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    It's a nice quilt.... like it a lot. As for the quilting, if I were doing it, I would SITD the sashing and perhaps echo quilt around the clothing. There might be some lines in the clothing where stitching would be appropriate, but not the ric-rac or ruffles.
    --- Jean

    I'd rather spend money on my quilting hobby than the therapist.... I'm probably $$$ ahead.... and I'm happy!!

  5. #5
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    Thanks, Jean.
    Yeah. I'm staying away from the ruffles & ric-rack. I ended up hand gathering the ruffles because my little Singer Genie just couldn't handle them. And the ric-rack was unbearably aggravating. I will NEVER do a project with 1/4" ric-rack EVER again. lol.

    I was planning on doing SITD for the outer border. I think I maybe do need to start with something in the middle, though. My machine is giving me beaucoup problems right now. Probably needs to be brought to the service center because I have tried every possible self-fix to no avail. I was hoping to be done with this quilt a week ago & here I am with the stitches pulled out for the 3rd time, starting the quilting from scratch!!! ... so, I really, really appreciate the ideas!
    Last edited by Bree123; 07-19-2014 at 08:46 PM. Reason: spelling

  6. #6
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    Yea! I finally got something to work! So happy. Thanks so much to you both!!!! I started my SITD in the middle of the quilt (roughly) and worked out from there. I'm planning to FMQ it in stippling working in rows within each quadrant, so I think this should continue to work okay. So excited to finally get to FMQ my first real quilt.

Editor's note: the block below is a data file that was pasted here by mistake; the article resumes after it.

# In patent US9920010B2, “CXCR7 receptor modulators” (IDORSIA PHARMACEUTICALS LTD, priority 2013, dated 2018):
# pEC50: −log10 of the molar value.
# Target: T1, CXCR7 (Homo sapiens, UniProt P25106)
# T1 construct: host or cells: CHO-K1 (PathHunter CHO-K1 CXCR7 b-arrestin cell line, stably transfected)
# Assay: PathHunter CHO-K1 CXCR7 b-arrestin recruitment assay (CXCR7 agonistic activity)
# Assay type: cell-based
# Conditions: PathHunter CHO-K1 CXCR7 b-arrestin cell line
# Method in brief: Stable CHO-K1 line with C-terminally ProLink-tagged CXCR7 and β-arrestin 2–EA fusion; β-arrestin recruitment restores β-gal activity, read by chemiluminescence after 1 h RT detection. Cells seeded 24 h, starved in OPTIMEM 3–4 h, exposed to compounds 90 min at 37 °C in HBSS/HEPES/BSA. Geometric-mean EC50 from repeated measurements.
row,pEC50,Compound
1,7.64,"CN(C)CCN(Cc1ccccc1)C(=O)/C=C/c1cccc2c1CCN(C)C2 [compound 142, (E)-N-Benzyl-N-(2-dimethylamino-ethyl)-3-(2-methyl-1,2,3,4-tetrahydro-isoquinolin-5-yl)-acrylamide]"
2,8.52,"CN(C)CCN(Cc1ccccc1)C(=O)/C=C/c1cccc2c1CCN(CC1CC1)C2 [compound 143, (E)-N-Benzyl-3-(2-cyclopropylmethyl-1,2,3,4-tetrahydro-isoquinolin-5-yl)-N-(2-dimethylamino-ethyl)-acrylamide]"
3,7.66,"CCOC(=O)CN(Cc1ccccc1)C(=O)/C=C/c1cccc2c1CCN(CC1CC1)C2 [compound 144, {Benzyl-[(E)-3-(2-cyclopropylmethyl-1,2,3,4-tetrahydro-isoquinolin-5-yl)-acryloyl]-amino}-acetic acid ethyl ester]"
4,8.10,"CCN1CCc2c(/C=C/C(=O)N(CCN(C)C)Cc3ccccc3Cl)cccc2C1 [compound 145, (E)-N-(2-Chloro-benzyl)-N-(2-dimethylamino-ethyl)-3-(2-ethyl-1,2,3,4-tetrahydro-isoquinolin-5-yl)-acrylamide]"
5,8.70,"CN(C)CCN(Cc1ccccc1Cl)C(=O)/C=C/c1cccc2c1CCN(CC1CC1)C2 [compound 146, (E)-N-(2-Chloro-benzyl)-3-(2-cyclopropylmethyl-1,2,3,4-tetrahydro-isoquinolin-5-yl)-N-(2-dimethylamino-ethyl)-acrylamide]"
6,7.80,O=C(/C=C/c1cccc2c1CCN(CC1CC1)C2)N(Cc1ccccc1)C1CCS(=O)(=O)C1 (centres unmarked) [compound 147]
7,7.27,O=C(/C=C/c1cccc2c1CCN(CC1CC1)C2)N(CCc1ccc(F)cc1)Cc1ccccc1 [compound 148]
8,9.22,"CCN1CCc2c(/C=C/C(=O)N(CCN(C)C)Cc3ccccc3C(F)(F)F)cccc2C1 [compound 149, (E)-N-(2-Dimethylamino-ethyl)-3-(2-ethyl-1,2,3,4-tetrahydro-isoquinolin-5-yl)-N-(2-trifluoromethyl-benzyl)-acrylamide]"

7. #7
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    Don't know answer to your question, but really, really like the quilt.

  8. #8
    Super Member ManiacQuilter2's Avatar
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    I would just SITD in the sashing and outline the dresses. Depending on the size of the dress, I would just do a few stitches thru the dresses in easy places just to make sure the batting stays in place. Sorry you are having problems with rick rack. I use it all the time in quilts and never had a problem with it.
    A Good Friend, like an old quilt, is both a Treasure and a Comfort

  9. #9
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    MQ2,
    I have used rick-rack plenty of times, but never the baby rick-rack before. Usually a size 14/90 needle works fine for me when sewing rick-rack, but not with the baby rick-rack. My needles kept bending to the point they'd hit the plate. The thread was snapping. It was as if the timing belt was broken, except that my machine sews everything else just fine. Was thinking about using a size 16 denim needle if I ever have to do it again... especially for the folded over ends. Is that what you use for the 1/4" rick-rack? I've also just recently seen some videos about using lifts for the presser foot when going over heavy fabric. Do you use one of those (homemade or bought)?